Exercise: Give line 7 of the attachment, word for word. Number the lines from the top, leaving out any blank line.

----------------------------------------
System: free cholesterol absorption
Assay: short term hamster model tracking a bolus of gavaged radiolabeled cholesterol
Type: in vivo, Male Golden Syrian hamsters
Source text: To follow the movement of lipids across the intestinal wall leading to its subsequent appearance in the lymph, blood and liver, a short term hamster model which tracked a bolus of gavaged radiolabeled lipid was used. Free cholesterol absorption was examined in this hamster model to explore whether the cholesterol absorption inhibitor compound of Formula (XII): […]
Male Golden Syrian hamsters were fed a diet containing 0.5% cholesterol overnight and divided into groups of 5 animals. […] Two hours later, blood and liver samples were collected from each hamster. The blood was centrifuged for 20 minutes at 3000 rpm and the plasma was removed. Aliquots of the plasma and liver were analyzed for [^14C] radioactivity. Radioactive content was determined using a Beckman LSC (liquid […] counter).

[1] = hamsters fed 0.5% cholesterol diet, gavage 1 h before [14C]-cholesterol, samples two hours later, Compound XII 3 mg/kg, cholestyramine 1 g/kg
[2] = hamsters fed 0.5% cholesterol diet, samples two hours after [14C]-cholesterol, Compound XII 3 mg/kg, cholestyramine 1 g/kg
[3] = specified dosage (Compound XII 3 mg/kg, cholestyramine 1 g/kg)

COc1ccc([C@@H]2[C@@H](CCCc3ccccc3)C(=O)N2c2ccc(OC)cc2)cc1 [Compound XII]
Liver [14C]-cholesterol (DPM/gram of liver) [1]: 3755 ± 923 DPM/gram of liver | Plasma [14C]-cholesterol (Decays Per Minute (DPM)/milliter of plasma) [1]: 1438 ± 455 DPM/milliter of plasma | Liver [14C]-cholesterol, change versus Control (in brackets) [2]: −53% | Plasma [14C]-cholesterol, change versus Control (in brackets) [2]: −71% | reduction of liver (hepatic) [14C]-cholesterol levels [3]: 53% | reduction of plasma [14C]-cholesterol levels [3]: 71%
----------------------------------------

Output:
[2] = hamsters fed 0.5% cholesterol diet, samples two hours after [14C]-cholesterol, Compound XII 3 mg/kg, cholestyramine 1 g/kg